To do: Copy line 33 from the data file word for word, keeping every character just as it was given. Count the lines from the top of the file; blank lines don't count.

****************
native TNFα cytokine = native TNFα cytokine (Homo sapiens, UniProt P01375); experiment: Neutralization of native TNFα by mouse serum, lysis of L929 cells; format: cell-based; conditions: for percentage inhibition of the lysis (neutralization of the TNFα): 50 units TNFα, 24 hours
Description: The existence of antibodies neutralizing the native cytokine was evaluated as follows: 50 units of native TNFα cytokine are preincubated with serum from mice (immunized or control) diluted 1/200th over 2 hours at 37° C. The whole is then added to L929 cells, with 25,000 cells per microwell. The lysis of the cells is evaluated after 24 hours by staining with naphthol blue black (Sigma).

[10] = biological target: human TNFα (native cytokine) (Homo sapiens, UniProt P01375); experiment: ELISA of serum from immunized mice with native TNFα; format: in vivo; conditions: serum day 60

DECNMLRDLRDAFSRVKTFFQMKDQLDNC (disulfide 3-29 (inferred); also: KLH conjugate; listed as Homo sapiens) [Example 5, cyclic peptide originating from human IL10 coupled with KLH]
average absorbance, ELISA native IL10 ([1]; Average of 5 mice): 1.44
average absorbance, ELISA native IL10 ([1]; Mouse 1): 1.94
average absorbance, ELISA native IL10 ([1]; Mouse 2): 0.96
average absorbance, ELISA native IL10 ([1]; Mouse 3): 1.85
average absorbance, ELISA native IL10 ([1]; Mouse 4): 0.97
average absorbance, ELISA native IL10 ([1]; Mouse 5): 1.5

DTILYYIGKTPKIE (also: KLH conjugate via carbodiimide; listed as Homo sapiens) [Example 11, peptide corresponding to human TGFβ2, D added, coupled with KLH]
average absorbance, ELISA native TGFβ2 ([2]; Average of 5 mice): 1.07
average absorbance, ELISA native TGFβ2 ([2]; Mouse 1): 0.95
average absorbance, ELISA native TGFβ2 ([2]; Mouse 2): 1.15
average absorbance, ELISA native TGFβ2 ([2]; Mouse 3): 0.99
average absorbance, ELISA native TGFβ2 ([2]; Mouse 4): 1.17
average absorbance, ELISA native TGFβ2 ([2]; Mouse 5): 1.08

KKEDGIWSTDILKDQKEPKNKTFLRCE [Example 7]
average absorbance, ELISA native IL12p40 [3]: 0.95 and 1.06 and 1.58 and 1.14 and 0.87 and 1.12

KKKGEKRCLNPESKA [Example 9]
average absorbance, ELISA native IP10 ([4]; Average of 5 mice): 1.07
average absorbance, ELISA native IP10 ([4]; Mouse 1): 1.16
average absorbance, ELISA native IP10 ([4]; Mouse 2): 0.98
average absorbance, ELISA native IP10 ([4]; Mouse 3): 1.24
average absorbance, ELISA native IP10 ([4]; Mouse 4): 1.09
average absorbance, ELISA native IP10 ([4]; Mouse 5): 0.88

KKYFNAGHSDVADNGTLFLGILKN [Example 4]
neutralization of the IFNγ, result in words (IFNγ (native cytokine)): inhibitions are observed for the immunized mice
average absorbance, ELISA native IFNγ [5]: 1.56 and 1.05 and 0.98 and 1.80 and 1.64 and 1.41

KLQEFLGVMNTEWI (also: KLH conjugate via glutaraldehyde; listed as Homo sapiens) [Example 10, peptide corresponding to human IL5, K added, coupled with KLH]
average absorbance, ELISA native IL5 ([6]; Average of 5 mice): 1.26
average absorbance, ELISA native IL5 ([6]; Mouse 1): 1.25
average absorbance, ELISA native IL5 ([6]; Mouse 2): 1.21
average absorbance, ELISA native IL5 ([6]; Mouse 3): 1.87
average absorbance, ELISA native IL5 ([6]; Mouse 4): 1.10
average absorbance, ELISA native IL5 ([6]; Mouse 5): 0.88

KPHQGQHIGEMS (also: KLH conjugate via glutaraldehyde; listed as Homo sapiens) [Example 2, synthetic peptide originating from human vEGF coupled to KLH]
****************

average absorbance, ELISA native IL5 ([6]; Mouse 2): 1.21